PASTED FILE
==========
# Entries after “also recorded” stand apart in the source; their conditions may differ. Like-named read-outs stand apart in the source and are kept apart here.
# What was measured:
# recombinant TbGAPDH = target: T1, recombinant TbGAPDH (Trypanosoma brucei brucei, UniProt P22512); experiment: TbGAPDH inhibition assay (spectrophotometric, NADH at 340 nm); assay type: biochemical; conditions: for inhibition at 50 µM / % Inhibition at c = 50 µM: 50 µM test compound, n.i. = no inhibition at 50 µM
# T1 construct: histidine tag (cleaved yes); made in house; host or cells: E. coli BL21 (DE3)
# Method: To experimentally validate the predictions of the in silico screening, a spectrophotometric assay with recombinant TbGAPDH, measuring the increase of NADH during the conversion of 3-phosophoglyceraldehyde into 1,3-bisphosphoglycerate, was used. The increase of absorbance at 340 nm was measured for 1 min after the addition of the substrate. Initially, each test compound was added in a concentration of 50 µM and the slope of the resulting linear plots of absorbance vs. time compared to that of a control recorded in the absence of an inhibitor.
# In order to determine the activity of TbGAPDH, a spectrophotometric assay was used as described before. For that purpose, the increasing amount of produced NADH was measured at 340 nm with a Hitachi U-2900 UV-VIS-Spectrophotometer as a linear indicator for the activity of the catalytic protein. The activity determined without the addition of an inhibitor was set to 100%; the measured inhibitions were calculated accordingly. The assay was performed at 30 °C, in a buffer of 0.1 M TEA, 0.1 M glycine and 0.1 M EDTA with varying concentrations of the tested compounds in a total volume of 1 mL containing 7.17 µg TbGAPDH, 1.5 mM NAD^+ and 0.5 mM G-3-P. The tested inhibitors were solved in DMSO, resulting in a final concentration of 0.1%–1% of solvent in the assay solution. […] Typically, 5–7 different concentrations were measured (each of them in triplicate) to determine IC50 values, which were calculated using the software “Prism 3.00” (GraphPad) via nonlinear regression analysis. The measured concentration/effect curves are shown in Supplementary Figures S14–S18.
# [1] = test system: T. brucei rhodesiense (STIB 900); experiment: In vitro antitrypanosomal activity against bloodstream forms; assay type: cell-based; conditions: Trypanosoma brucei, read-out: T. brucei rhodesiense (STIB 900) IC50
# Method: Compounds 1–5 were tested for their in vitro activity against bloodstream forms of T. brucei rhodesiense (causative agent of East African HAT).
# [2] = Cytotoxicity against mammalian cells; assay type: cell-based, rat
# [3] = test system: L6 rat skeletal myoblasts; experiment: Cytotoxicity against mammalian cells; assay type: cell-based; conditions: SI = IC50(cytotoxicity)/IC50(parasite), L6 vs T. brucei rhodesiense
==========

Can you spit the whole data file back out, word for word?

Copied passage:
# Entries after “also recorded” stand apart in the source; their conditions may differ. Like-named read-outs stand apart in the source and are kept apart here.
# What was measured:
# recombinant TbGAPDH = target: T1, recombinant TbGAPDH (Trypanosoma brucei brucei, UniProt P22512); experiment: TbGAPDH inhibition assay (spectrophotometric, NADH at 340 nm); assay type: biochemical; conditions: for inhibition at 50 µM / % Inhibition at c = 50 µM: 50 µM test compound, n.i. = no inhibition at 50 µM
# T1 construct: histidine tag (cleaved yes); made in house; host or cells: E. coli BL21 (DE3)
# Method: To experimentally validate the predictions of the in silico screening, a spectrophotometric assay with recombinant TbGAPDH, measuring the increase of NADH during the conversion of 3-phosophoglyceraldehyde into 1,3-bisphosphoglycerate, was used. The increase of absorbance at 340 nm was measured for 1 min after the addition of the substrate. Initially, each test compound was added in a concentration of 50 µM and the slope of the resulting linear plots of absorbance vs. time compared to that of a control recorded in the absence of an inhibitor.
# In order to determine the activity of TbGAPDH, a spectrophotometric assay was used as described before. For that purpose, the increasing amount of produced NADH was measured at 340 nm with a Hitachi U-2900 UV-VIS-Spectrophotometer as a linear indicator for the activity of the catalytic protein. The activity determined without the addition of an inhibitor was set to 100%; the measured inhibitions were calculated accordingly. The assay was performed at 30 °C, in a buffer of 0.1 M TEA, 0.1 M glycine and 0.1 M EDTA with varying concentrations of the tested compounds in a total volume of 1 mL containing 7.17 µg TbGAPDH, 1.5 mM NAD^+ and 0.5 mM G-3-P. The tested inhibitors were solved in DMSO, resulting in a final concentration of 0.1%–1% of solvent in the assay solution. […] Typically, 5–7 different concentrations were measured (each of them in triplicate) to determine IC50 values, which were calculated using the software “Prism 3.00” (GraphPad) via nonlinear regression analysis. The measured concentration/effect curves are shown in Supplementary Figures S14–S18.
# [1] = test system: T. brucei rhodesiense (STIB 900); experiment: In vitro antitrypanosomal activity against bloodstream forms; assay type: cell-based; conditions: Trypanosoma brucei, read-out: T. brucei rhodesiense (STIB 900) IC50
# Method: Compounds 1–5 were tested for their in vitro activity against bloodstream forms of T. brucei rhodesiense (causative agent of East African HAT).
# [2] = Cytotoxicity against mammalian cells; assay type: cell-based, rat
# [3] = test system: L6 rat skeletal myoblasts; experiment: Cytotoxicity against mammalian cells; assay type: cell-based; conditions: SI = IC50(cytotoxicity)/IC50(parasite), L6 vs T. brucei rhodesiense